We’ve had a question from a reader who is wondering about a man named Matt Kahn, an up-and-coming New Age guru who believes he can offer the world “sacred heart wisdom that invites human consciousness into the joy of liberated existence” (classic New Age non-speak) by introducing them to their true divine nature. Are his teachings safe for Christians?
No they are not. Because the main mission of Matt Kahn and his partner, Julie Dittmar, is to help people discover their true divine nature, Christians should avoid the teachings of this couple.
For those who never heard of him. Matt Kahn describes himself on his website as an author, spiritual teacher, and highly-attuned empathic healer who had a spontaneous awakening after an out-of-body experience at the age of eight. Since that time he has been having direct experiences with ascended masters and “archangels” (which means he’s engaged in occult-based activity).
For those who are unfamiliar with the term “empathic healer”, this is another New Age invention. Empathics are supposedly highly sensitive people who can sense the emotions of others on deeper levels. Because it is believed that negative emotions can cause imbalances in the chakras (alleged energy centers for which there is no scientific evidence), people can resort to practices such as Reiki and acupuncture to restore the balance of this energy. However, many don’t know these negative emotions exist, which is where the empath comes in.
“An intuitive empath can recognize these emotions and feelings and bring them to light, allowing the person to properly process them, such as through therapy,” this website explains. “This can help to rebalance the life energy in the chakras and bring a person back to full health.”
Apparently, there are 10 levels of the empath, all of which involve the use of psychic power or mediumship such as telepathy, psychometry, geomancy, precognition and clairvoyance.
Kahn refers to himself as a “bridge” between the mystical realms and the path of awakening which inspires “life-changing energetic expansion” in his followers through what he calls “spoken transmission of presence.”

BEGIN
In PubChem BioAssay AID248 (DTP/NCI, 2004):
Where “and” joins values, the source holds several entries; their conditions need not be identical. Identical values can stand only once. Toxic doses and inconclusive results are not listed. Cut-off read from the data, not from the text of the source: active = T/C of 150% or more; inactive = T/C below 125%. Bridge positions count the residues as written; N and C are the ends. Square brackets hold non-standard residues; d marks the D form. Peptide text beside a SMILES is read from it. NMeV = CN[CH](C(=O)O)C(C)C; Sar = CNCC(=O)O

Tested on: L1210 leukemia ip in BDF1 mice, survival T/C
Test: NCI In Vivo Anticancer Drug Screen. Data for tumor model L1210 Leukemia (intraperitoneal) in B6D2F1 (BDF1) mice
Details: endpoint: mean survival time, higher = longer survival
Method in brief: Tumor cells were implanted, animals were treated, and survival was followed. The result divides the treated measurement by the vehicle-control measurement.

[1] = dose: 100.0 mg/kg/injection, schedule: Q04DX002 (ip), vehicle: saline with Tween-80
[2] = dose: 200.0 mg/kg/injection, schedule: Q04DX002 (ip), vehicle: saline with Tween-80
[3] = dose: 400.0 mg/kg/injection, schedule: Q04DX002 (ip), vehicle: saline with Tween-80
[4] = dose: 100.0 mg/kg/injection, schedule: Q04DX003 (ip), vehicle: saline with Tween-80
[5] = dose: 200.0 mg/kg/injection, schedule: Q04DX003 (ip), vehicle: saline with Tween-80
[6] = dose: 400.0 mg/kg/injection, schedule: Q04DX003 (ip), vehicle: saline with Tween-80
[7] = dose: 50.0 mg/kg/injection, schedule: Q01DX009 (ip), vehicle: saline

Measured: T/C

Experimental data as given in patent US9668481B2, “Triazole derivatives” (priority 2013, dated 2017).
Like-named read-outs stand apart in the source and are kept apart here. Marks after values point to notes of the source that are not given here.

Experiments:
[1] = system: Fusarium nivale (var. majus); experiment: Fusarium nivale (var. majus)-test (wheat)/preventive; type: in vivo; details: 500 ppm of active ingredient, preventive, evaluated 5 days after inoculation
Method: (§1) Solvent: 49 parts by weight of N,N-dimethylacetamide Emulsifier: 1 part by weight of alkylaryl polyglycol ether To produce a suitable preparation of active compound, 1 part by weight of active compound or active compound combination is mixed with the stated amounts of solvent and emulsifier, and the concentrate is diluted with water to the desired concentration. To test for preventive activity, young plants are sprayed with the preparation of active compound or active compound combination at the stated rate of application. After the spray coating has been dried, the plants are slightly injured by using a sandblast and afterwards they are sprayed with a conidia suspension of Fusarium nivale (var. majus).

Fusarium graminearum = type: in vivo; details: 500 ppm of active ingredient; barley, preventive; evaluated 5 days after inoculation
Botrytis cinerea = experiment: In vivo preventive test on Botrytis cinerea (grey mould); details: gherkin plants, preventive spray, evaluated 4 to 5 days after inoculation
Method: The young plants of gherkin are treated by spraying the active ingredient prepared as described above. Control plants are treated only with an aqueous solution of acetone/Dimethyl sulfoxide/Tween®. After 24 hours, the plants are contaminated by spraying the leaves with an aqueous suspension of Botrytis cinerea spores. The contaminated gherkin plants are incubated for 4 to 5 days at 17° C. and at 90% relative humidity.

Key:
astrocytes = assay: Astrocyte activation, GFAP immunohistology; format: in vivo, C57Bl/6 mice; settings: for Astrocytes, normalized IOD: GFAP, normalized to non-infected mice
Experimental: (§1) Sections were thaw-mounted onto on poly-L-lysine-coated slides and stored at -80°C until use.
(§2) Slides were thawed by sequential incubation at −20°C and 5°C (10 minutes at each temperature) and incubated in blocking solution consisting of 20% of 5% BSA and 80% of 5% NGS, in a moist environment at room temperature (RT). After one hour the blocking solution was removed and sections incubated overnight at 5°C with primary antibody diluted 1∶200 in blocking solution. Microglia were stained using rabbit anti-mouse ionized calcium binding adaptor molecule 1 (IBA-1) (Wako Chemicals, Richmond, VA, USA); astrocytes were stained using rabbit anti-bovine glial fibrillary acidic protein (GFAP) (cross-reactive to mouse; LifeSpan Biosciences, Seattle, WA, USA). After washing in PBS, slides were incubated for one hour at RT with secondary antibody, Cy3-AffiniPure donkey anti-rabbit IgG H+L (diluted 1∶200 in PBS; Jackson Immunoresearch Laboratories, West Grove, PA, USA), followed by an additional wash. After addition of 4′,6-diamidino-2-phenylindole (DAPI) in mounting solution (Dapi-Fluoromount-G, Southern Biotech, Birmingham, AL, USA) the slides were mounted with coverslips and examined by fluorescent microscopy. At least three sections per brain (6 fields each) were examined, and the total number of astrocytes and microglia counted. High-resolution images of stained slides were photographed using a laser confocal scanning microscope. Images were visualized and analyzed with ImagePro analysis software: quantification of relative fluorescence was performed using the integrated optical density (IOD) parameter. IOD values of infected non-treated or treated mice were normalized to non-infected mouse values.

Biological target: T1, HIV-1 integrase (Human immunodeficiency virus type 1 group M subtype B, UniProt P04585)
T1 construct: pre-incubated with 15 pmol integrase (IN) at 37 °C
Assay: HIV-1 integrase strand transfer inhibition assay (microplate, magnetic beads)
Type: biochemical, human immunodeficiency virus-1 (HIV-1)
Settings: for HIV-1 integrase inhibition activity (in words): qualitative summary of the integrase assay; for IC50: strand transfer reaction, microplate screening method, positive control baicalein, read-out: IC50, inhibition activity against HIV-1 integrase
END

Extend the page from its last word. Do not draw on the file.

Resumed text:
“Through the words Matt is intuitively guided to speak, an energy shift occurs to balance the right and left hemispheres of the brain, rewrite the subconscious mind, and unravel the overstimulated nervous system.” (No scientific proof is provided.)
As this site explains, everything Kahn says is “coming directly from the Akashic records [a theosophic term referring to a compendium of thoughts believed to be encoded on the astral plane] to assist you in resolving soul contracts, cutting old cords, and entering new timelines of spiritual growth and energetic expansion. . . As wisdom is transmitted from the Akashic records through his words, the sound of Matt’s voice transmits a healing energy that entrains your brain to higher states of consciousness and rewrites your subconscious mind with the highest wisdom of the Universe.”
In other words, he’s channeling spirits even though the same site claims they can’t call him a channel because “there’s no ego to move out of the way” (whatever that means).
He has authored a new book entitled, Whatever Arises, Love That, and travels the world with his partner, Julie Dittmar, a yoga teacher and “sound healer” who describes herself as a “one of the top-selling meditation guides in the U.S.” Dittmar claims to be a specialist in helping people to awaken to their one true nature via breath work, sacred chanting, Tibetan bowls and bells and didgeridoo. During the couple’s live events, she helps to “provide grounding for Matt’s transmission of energies.”
I could go on and on about Matt Kahn but I think this is more than enough to convince the discerning Christian soul that whatever Kahn is “channeling” and his partner is “awakening” is not something we should be involved in.